Published 9:38 am Monday, February 19, 2007
(This editorial originally appeared in The News &Observer.)
Maybe we ought to be thankful. Usually when legislators want to carelessly overrule one of the state’s scientific commissions, they simply introduce a bill to get their way. This year, the Joint Legislative Committee on Seafood and Aquaculture didn’t like a moratorium on river herring catches approved by the N.C. Marine Fisheries Commission. So the lawmakers wrote a letter to the commission asking that it reverse itself.
They want a 100,000-pound herring quota for commercial fisherman and a daily 12-fish limit for ordinary anglers. Actually, the letter still applies tremendous and undue pressure on the commission, which was created in part to ensure that fisheries policies are made on the basis of science, not just politics. Such meddling often results in commission members becoming discouraged with the work, something that the joint committee should want to avoid — and about which legislative leaders ought to warn their committees in general.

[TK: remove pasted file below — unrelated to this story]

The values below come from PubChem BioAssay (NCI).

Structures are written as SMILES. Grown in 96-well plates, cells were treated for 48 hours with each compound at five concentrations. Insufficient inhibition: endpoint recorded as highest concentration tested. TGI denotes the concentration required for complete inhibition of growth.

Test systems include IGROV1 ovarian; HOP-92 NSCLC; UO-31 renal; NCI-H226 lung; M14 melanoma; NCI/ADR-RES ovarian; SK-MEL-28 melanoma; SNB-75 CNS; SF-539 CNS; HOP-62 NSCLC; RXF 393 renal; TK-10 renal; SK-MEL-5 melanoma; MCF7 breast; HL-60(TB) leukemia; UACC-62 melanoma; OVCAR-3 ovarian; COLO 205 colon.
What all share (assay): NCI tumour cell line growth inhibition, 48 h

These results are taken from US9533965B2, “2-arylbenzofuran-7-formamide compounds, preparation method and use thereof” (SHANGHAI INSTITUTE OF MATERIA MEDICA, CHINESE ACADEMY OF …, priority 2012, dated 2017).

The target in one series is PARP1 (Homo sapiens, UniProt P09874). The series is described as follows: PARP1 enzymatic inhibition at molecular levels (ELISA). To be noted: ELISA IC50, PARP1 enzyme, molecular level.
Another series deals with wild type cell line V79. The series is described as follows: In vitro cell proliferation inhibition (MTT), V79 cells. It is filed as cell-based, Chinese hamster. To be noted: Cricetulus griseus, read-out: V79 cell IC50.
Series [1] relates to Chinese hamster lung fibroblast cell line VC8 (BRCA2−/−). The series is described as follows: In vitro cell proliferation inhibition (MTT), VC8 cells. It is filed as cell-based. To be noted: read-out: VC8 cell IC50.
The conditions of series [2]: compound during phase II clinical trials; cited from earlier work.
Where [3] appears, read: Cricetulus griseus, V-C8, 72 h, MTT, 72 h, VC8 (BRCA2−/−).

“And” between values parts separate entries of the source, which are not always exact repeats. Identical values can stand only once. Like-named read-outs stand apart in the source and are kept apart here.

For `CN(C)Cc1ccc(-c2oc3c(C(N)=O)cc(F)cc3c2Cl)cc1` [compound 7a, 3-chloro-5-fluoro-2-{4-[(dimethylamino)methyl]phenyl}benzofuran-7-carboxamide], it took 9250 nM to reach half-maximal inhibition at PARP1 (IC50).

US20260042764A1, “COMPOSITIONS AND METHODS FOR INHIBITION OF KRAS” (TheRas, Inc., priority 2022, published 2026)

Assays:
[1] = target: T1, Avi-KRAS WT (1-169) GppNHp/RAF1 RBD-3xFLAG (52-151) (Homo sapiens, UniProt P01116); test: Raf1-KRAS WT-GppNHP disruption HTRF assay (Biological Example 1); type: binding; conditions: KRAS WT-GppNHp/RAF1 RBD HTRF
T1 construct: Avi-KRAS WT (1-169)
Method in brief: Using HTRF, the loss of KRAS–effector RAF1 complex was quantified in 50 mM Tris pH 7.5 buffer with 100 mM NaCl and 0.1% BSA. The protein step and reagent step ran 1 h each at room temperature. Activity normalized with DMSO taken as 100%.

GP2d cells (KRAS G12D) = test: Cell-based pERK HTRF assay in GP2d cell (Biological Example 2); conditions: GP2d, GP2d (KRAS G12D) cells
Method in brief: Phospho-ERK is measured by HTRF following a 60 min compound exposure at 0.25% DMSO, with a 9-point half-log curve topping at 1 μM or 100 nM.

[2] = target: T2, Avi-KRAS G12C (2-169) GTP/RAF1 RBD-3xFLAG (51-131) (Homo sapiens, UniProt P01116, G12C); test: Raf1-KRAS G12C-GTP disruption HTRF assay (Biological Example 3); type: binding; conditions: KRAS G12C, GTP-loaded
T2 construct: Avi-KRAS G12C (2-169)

But the facts are on the commission’s side as well. River herring, the common name for blueback herring and alewife, are an ocean fish but spawn in freshwater; the Roanoke River historically has been a prime herring habitat, and the fish were economically important to North Carolina’s northeast.
Biologists aren’t sure why herring are at critically low levels, but a moratorium could return stocks in 10 to 20 years. The legislators’ quotas, in contrast, could wipe out more than 60 percent of breeding females. A separate law, the Fisheries Reform Act of 1997, outlaws overfishing of any species. Anything short of a moratorium seems to violate that law.